The University’s Lannan Center for Poetics and Social Practice will invite Zimbabwean writer NoViolet Bulawayo for a month-long residency after she won the 2011 Caine Prize for African Writing on Tuesday.
The £10,000 Caine Prize, considered one of Africa’s leading literary prizes, was first awarded in 2000. It is named in memory of Sir Michael Caine, who started the Man Booker Prize in order to recognize quality fiction from the British Commonwealth, Ireland, and Zimbabwe. Since 2007, the Lannan Center has invited the winner of the Caine Prize to a month-long residency.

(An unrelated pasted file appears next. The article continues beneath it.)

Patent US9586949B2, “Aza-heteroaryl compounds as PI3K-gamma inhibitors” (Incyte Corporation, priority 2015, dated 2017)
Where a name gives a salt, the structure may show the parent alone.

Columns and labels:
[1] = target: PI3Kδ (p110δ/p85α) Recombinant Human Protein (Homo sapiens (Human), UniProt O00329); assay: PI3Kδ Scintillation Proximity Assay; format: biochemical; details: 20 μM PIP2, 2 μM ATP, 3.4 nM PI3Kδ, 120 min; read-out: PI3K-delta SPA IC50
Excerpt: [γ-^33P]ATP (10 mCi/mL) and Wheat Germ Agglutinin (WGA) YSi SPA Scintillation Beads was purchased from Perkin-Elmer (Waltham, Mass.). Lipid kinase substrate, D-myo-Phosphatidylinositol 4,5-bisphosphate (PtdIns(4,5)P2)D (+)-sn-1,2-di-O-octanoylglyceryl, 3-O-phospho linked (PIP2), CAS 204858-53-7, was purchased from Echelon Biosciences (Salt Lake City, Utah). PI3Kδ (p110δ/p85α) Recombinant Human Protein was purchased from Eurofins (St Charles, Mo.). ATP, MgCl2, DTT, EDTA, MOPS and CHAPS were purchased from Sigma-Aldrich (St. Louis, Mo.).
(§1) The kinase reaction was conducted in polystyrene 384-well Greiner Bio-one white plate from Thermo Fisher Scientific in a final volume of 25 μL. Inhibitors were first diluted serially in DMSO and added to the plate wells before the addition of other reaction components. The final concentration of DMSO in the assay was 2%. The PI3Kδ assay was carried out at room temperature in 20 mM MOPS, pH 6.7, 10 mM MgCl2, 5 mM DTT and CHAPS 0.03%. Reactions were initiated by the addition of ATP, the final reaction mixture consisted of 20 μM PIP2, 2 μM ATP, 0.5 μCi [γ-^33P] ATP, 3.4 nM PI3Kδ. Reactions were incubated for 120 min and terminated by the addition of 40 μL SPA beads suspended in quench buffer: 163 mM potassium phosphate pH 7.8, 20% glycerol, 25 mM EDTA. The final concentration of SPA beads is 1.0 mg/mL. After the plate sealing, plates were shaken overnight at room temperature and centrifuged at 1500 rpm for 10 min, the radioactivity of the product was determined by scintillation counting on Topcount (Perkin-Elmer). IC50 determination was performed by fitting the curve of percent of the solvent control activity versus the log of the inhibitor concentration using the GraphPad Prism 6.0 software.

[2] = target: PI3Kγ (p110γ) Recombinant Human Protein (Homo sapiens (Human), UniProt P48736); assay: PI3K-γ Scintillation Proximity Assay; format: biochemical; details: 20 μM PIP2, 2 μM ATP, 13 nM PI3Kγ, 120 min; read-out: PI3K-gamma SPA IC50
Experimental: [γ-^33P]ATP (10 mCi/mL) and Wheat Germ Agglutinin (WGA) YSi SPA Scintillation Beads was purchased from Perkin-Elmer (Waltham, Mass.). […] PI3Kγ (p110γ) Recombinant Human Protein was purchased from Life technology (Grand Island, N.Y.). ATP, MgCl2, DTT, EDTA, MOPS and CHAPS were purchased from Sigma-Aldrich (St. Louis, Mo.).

Her prize-winning story [PDF], ”Hitting Budapest,” follows the narrative of a group of shanty town children that scour a wealthy neighborhood looking for food.
“The real story is in the issues,” NoViolet told SW Radio Africa. “Issues like what happens when two different worlds – rich and poor – meet in problematic ways: innocence and the loss of it, violence, humanity and the lack of it.”
Bulawayo was selected from a shortlist of entries submitted by writers South Africa, Botswana, and Uganda.